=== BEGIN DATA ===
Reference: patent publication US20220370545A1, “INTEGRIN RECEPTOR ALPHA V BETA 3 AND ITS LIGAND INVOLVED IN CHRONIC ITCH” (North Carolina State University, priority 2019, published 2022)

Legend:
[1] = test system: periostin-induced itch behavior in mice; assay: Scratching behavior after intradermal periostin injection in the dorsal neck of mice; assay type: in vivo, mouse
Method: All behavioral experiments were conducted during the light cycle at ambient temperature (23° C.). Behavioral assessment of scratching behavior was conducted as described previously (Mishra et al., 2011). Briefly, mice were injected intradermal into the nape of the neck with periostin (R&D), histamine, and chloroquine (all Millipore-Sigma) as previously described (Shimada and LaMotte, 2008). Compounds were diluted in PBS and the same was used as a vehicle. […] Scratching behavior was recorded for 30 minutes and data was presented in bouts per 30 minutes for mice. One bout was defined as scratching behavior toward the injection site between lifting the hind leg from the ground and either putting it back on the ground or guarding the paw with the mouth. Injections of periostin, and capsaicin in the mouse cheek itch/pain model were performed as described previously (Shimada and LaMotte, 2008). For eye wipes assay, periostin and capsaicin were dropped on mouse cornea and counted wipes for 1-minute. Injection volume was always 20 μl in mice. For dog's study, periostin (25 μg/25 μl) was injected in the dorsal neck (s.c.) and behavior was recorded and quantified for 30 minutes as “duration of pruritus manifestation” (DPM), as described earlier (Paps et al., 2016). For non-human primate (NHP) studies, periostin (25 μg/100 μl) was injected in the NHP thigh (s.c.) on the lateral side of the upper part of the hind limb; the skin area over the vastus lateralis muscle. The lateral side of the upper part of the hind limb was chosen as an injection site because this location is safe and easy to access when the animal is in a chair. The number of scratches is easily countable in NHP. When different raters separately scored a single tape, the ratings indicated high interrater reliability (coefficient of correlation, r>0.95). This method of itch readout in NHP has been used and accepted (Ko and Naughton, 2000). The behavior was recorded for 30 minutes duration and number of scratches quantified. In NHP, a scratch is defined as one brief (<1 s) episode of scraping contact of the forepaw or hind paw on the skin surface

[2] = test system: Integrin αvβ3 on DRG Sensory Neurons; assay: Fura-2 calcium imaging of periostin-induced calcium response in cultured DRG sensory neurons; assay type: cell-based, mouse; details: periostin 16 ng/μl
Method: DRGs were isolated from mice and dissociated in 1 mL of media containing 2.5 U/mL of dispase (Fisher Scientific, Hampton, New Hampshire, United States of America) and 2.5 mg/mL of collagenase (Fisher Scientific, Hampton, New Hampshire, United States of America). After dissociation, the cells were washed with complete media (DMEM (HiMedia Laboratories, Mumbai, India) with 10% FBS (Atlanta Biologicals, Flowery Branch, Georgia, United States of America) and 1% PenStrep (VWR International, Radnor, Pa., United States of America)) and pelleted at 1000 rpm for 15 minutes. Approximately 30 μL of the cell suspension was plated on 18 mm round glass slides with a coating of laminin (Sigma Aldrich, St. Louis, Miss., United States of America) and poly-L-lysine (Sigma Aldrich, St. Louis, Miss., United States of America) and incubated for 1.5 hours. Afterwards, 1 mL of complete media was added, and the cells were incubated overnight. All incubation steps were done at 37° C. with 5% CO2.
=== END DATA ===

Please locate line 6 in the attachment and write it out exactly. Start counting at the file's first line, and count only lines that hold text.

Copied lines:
Method: DRGs were isolated from mice and dissociated in 1 mL of media containing 2.5 U/mL of dispase (Fisher Scientific, Hampton, New Hampshire, United States of America) and 2.5 mg/mL of collagenase (Fisher Scientific, Hampton, New Hampshire, United States of America). After dissociation, the cells were washed with complete media (DMEM (HiMedia Laboratories, Mumbai, India) with 10% FBS (Atlanta Biologicals, Flowery Branch, Georgia, United States of America) and 1% PenStrep (VWR International, Radnor, Pa., United States of America)) and pelleted at 1000 rpm for 15 minutes. Approximately 30 μL of the cell suspension was plated on 18 mm round glass slides with a coating of laminin (Sigma Aldrich, St. Louis, Miss., United States of America) and poly-L-lysine (Sigma Aldrich, St. Louis, Miss., United States of America) and incubated for 1.5 hours. Afterwards, 1 mL of complete media was added, and the cells were incubated overnight. All incubation steps were done at 37° C. with 5% CO2.